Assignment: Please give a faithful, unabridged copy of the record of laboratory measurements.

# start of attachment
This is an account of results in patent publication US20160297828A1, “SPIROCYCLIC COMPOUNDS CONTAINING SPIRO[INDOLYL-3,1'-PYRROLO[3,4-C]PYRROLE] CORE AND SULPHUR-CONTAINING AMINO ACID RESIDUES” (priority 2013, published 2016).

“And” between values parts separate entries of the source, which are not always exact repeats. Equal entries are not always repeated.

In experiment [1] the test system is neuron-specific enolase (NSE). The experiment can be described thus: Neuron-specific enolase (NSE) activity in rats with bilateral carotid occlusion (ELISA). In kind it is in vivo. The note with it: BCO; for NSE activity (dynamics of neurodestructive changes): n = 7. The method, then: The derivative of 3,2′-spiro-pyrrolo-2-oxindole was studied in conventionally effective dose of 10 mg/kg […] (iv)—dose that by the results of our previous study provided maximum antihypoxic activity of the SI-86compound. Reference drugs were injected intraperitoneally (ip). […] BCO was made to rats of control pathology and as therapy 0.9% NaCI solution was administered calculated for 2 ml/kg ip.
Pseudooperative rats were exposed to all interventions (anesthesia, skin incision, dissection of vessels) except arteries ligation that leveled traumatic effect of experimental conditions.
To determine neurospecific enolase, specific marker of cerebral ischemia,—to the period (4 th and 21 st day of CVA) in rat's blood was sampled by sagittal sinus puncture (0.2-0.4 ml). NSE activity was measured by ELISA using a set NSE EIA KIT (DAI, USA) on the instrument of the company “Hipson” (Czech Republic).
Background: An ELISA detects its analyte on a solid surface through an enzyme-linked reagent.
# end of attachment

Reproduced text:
This is an account of results in patent publication US20160297828A1, “SPIROCYCLIC COMPOUNDS CONTAINING SPIRO[INDOLYL-3,1'-PYRROLO[3,4-C]PYRROLE] CORE AND SULPHUR-CONTAINING AMINO ACID RESIDUES” (priority 2013, published 2016).

“And” between values parts separate entries of the source, which are not always exact repeats. Equal entries are not always repeated.

In experiment [1] the test system is neuron-specific enolase (NSE). The experiment can be described thus: Neuron-specific enolase (NSE) activity in rats with bilateral carotid occlusion (ELISA). In kind it is in vivo. The note with it: BCO; for NSE activity (dynamics of neurodestructive changes): n = 7. The method, then: The derivative of 3,2′-spiro-pyrrolo-2-oxindole was studied in conventionally effective dose of 10 mg/kg […] (iv)—dose that by the results of our previous study provided maximum antihypoxic activity of the SI-86compound. Reference drugs were injected intraperitoneally (ip). […] BCO was made to rats of control pathology and as therapy 0.9% NaCI solution was administered calculated for 2 ml/kg ip.
Pseudooperative rats were exposed to all interventions (anesthesia, skin incision, dissection of vessels) except arteries ligation that leveled traumatic effect of experimental conditions.
To determine neurospecific enolase, specific marker of cerebral ischemia,—to the period (4 th and 21 st day of CVA) in rat's blood was sampled by sagittal sinus puncture (0.2-0.4 ml). NSE activity was measured by ELISA using a set NSE EIA KIT (DAI, USA) on the instrument of the company “Hipson” (Czech Republic).
Background: An ELISA detects its analyte on a solid surface through an enzyme-linked reagent.